I’ve seen younger people trying this stuff, but had never been tempted myself. A global pandemic and mandatory isolation periods have ways of imposing their will upon such preferences, however. A few cans of the stuff were in the refrigerator, and since I wanted to preserve our limited supply of beer and wine, I decided to give it a try. Last night I sampled the “ruby grapefruit” and “black cherry” flavors.
In looking at the can, I can see why people might drink this stuff. It’s low carb, and low calorie. It’s also low taste — which isn’t necessarily a bad thing when you’re talking about an over-the-top flavor like “ruby grapefruit.” I braced myself for the first few sips, thinking that it might be horribly cloying. Fortunately, the folks at White Claw took a more subtle approach. It’s still the flavor of grapefruit (not exactly the taste I’m going for in an alcoholic beverage) but at least it’s not at the pungent, hit you over the head level. That said, in my view the black cherry flavor was more potable — although it still isn’t a flavor I would choose for an adult drink, and reminded me more of the kind of beverage you’d get as a kid at an amusement park.
Flavors aside, the hard seltzer is definitely a light and refreshing beverage, and as someone who’s gone the low-carb route before in the desperate twilight struggle against unnecessary pounds, I can see its appeal from that standpoint. It’s not going to replace a cold beer in my book, but it’s not undrinkable. Once we get out of the house and get a chance to hit the grocery store, I might actually try some other flavors, and stock the refrigerator with a few cans in anticipation of the next global pandemic.
I think this is a good step for a lot of reasons, and I hope the reasoning soon expands to encompass other “self-serve” monstrosities — like “salad bars” and buffets. Risk of infection and disease transmission aside, I’ve never much cared for places where all of the food tends to end up at room temperature and you’re looking at eating something from a chafing dish that somebody else has already picked over. I have a reflexive aversion to food that needs to be provided with “sneeze-guard” protection. I also don’t like practices that allow businesses to fob off a share of the work that should be performed by paid employees to their patrons instead.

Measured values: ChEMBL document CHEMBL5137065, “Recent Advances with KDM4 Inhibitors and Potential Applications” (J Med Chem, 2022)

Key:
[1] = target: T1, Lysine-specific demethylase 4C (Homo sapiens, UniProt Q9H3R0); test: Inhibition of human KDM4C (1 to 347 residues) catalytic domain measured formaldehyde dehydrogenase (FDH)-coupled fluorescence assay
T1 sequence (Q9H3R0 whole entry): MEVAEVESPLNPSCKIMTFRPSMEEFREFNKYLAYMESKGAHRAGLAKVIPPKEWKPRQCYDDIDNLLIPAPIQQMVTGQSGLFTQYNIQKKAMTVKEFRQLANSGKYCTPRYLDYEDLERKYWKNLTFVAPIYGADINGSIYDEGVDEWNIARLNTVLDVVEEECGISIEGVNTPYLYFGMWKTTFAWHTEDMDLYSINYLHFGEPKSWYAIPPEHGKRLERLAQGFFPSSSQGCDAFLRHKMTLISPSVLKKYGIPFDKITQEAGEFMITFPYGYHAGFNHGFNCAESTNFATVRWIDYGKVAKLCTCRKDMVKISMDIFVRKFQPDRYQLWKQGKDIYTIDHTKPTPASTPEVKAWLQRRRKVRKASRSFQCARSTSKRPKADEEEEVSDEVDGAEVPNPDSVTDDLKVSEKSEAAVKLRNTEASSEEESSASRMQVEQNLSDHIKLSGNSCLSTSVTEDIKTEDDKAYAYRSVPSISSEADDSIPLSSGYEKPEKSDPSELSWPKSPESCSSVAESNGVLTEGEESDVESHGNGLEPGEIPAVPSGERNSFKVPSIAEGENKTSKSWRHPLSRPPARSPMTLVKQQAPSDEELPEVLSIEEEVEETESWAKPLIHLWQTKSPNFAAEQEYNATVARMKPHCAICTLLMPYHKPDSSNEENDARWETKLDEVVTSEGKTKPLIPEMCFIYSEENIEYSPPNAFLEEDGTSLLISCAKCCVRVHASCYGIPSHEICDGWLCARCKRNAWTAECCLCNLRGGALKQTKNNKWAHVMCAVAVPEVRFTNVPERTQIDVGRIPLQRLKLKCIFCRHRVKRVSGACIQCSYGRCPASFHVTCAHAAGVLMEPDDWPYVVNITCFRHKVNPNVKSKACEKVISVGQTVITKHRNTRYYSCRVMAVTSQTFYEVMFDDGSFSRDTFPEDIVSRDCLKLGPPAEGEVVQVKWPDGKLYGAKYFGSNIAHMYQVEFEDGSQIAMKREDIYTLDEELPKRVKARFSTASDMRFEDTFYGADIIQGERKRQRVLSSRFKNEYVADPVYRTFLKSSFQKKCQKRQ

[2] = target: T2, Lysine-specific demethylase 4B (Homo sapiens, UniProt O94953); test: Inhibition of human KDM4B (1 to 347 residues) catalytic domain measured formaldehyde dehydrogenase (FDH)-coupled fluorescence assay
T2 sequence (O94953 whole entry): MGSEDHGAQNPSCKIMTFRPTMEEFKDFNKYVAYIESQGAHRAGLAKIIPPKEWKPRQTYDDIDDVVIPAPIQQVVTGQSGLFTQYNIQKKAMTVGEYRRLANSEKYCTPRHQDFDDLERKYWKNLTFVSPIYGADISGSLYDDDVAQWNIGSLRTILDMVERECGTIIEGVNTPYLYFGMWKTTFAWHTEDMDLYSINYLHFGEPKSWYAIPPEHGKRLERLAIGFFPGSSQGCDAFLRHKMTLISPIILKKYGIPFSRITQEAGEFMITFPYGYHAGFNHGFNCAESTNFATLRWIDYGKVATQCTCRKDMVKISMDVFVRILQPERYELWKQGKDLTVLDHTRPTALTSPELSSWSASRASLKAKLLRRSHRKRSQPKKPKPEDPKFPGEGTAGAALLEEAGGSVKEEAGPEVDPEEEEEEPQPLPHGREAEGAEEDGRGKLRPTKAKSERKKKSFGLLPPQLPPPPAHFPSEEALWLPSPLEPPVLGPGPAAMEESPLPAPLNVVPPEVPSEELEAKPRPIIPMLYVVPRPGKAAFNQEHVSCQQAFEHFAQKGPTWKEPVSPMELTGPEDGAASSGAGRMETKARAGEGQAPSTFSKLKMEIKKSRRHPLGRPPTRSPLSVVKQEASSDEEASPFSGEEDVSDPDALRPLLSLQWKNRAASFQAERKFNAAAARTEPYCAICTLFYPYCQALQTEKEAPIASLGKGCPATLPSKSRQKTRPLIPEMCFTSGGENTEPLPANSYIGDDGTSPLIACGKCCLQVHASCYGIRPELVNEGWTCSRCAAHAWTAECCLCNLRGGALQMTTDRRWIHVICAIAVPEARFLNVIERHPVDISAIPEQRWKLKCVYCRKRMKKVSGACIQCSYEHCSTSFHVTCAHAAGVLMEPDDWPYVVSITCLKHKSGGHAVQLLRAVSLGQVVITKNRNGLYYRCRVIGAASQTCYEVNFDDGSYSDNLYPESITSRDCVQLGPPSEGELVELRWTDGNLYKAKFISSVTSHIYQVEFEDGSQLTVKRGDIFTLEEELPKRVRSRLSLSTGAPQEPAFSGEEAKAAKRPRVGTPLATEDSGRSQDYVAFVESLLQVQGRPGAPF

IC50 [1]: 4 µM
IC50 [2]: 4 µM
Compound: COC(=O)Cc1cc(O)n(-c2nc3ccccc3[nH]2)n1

And let’s face it — buffets and self-serve food don’t exactly bring out the best in people, do they. If you’ve ever been to a buffet — be it on a cruise ship, at a Las Vegas casino, or a hotel’s breakfast offering — you know that buffets tend to encourage appalling gluttony. It’s embarrassing to watch, really. No one ordering breakfast from a menu is going to ask the waitress to bring them three separate dishes, but it’s pretty common to see people surreptitiously going back for multiple helpings of waffles at the hotel “breakfast bar.”
Maybe we’ll be able to get back to the idea that people should actually be seated at restaurants, and served by wait staff. And who knows? Maybe getting rid of self-serve options will help our economy recover from the government-ordered shutdowns and encourage the hiring of more employees. I’d gladly contribute a nickel or dime of added cost for my cheeseburger to accomplish this greater good and make America the land of the buffet-free.
We’ve been good — really, we have — about complying with shelter in place requirements and staying indoors. But after a while you get tired of your own cooking, and the urges for a hot bacon cheeseburger, some fries, and a Butterfinger Blizzard just become too strong to resist. And boy — after weeks of no fast food, being DQ’d never tasted so good!
Moving up the cravings list are a bucket of KFC original recipe chicken, with mashed potatoes, gravy, macaroni and cheese, and biscuits, and a Skyline Chili three-way with two loaded cheese coneys.
We’ve gotten carryout for dinner several times during our shut-in period, but lunch — with one exception — has been a homemade affair. That means that I’ve eaten more peanut butter and jelly sandwiches over the past few weeks than I’ve probably eaten in the last 10 years. My regular consumption of this legendary member of the sandwich family has increased my already high regard for this brilliant culinary invention, and also made me reflect on the elements of the perfect PB and J.
As with any sandwich, bread is a key element. Although I cut my teeth on PB and Js made with Wonder Bread, my adult tastes definitely favor a hearty wheat bread, preferably with a few seeds. I like the bread toasted, too, because the toasting gives the sandwich an additional texture and crunch, and the warmth from the toasting makes it easier to get a uniform spread on the peanut butter, without ripping the bread to shreds. Making sure the spread is uniform, and also appropriately thin, also is important in order to avoid the dribble factor when biting into the sandwich.
As for the peanut butter, I’m an advocate for crunchy, also for texture reasons. My jelly tastes, just like my tastes in bread, have changed since childhood. Back then, the jelly was inevitably grape jelly, with an occasional foray into strawberry jam on special occasions. Now, I favor raspberry or blueberry jams or preserves, also spread carefully to avoid running the risk of dropping a blob onto your pants or shirt front. In fairness, however, I think there is only one wrong choice on the jelly: orange marmalade. I once new someone who zealously argued that orange marmalade was the preferred ingredient for a PB and J. (I think that person has long since been committed.)
Cut the sandwich diagonally, serve with a glass of ice cold whole milk, and you’ve got a pretty good homemade lunch that makes the shut-in period more agreeable.